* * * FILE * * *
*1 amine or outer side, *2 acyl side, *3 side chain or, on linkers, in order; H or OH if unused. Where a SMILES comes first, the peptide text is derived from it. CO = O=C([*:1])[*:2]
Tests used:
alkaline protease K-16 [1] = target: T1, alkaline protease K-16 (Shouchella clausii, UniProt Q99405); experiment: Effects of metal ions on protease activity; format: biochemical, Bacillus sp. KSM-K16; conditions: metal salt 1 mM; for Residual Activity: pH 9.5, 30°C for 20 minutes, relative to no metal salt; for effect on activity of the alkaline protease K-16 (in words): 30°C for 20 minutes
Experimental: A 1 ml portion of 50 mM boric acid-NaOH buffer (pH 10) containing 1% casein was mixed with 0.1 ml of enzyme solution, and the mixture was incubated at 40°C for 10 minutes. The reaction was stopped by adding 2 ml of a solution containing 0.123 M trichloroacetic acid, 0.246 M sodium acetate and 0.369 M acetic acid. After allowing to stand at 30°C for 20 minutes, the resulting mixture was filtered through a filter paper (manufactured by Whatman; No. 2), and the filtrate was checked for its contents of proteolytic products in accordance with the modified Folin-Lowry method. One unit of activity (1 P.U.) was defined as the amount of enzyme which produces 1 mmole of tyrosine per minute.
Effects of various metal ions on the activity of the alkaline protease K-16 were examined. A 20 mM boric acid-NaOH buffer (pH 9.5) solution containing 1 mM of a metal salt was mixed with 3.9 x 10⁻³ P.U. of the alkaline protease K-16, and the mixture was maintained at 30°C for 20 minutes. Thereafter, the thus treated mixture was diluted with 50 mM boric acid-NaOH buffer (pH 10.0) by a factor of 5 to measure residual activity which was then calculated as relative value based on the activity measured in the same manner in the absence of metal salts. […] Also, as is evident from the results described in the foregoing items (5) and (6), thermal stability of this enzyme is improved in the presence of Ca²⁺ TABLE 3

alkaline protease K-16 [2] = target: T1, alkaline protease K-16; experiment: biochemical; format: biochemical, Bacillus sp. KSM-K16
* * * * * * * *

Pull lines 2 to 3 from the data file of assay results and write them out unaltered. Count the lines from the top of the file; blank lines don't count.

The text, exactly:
Tests used:
alkaline protease K-16 [1] = target: T1, alkaline protease K-16 (Shouchella clausii, UniProt Q99405); experiment: Effects of metal ions on protease activity; format: biochemical, Bacillus sp. KSM-K16; conditions: metal salt 1 mM; for Residual Activity: pH 9.5, 30°C for 20 minutes, relative to no metal salt; for effect on activity of the alkaline protease K-16 (in words): 30°C for 20 minutes